Vaginas of the world unite

By Melissa Benton

By Melissa Benton

A large vagina smiles at the groups of people making their way into the lobby of the Digital Library Auditorium.

Irene Hernandez stands by with a Polaroid camera, offering to take a picture of these audience members and the large smiling vagina.

Some smile and refuse, but many nod their heads, and cuddle up close to the friendly vagina.

It’s been 10 years since “The Vagina Monologues” was first performed.

Riverside City College’s Feminists Unite wanted to ring in the 10-year anniversary by performing it themselves.

“The Vagina Monologues” was written by Eve Ensler, and is still a strong play with many groundbreaking and taboo topics.

It mentions things like exploring the vagina, pubic hair and orgasms.

The show also provides many interesting facts, comical moments and various forms of artistic expression.

While Feminists Unite’s performance of the play was full of effort, it was not the up to par performance it could have been.

Some performers lacked enthusiasm. Nerves were probably an issue with some, but others just looked bored on stage.

The lack of microphones made some of the performers difficult to hear.

The most distracting choice was the fact that these monologues were not memorized.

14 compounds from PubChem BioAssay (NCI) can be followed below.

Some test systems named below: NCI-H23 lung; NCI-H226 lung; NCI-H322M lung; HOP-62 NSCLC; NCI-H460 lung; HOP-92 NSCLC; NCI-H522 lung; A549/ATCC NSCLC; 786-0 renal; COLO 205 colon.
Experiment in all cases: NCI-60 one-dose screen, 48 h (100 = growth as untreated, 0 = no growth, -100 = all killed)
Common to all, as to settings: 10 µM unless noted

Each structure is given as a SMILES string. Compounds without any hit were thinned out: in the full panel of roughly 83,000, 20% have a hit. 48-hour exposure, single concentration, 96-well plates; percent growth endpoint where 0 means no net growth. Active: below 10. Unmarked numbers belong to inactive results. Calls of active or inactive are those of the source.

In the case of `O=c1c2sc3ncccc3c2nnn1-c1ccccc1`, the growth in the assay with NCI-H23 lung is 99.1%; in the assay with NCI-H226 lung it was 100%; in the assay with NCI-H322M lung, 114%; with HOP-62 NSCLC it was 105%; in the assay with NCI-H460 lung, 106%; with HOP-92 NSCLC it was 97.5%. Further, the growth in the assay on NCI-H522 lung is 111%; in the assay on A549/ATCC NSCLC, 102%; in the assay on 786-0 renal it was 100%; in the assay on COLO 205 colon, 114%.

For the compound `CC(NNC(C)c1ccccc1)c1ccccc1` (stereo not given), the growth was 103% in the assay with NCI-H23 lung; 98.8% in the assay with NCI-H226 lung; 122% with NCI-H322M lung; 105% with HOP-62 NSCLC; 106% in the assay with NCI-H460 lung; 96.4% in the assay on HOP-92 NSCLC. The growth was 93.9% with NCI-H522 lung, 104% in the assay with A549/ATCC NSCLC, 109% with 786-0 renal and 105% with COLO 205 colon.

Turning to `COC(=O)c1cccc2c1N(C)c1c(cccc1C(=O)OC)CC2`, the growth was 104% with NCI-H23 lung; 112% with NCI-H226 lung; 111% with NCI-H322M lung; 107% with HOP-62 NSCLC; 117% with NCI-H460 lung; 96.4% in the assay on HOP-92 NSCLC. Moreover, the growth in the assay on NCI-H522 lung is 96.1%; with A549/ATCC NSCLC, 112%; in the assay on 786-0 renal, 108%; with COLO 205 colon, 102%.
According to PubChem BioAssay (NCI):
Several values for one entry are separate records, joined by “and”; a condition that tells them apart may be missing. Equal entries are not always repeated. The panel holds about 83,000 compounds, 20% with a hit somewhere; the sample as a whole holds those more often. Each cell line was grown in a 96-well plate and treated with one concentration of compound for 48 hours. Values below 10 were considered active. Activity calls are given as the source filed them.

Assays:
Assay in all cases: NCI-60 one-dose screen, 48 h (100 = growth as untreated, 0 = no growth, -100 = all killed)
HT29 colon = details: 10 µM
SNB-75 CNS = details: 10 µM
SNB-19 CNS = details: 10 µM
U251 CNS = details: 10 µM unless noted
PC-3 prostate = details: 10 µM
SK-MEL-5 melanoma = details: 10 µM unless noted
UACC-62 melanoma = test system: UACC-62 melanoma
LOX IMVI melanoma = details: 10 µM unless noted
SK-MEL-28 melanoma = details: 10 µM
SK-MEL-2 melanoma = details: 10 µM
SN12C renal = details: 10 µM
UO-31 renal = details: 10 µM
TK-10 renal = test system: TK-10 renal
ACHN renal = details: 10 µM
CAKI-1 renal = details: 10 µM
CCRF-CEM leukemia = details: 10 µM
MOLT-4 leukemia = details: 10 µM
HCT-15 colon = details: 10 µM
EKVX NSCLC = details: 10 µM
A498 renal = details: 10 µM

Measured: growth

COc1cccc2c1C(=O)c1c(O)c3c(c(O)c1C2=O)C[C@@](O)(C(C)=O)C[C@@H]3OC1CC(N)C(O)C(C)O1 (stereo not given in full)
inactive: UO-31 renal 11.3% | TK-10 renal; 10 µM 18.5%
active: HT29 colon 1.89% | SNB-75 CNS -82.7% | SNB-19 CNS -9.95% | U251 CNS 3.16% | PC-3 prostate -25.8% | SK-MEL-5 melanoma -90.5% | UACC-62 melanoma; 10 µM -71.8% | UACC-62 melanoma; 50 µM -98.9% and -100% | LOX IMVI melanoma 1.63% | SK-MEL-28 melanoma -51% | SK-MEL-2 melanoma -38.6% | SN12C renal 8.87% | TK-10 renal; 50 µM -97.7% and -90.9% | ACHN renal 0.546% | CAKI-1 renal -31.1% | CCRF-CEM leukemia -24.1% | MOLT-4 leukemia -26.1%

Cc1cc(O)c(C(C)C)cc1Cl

Each woman held a script on stage, and would read straight from it, or would glance at it to get their lines.

It would force the audience members to become more aware of the script, rather than watching the performer and listening to the beautiful pieces being performed.

A few of the women did stand out in their performances.

Merry Mariano, Elyse Ewens, Amy Lopez and Sarah Mason were the four performers that were able to captivate the audience and make their point heard.

Mason especially won over the audience with her performance of “The Woman Who Loved to Make Vaginas Happy.”

It ended with Mason imitating the many different types of orgasms women have.

Mariano gave a breakthrough performance of “The Vagina workshop,” where a woman discovers herself through a vagina exploration class.

Ewens and Lopez both gave comical and well performed monologues with “Because He Liked to Look at It” and “My Angry Vagina.”

Feminists Unite obviously gave a performance that got the point across and made the audience think.

Audience members were given a program with information about the show, and a separate red paper with 27 devastatingly true facts about women around the world.

The information provided at this event was overflowing, but it was still lacking in the performance area.

Feminists Unite gave a good try, but could have used a little more rehearsal time to make sure the light cues matched with the show.

That time could have also been used to memorize the monologues.

RCC’s presentation of “The Vagina Monologues” made a good impact on the audience and will continue to inform others as it is constantly performed.

“The Vagina Monologues” will always offer wisdom and inspiration to women everywhere.

It will continue on for many years to come and be proudly performed by women wanting to give some knowledge and good times to the women of tomorrow.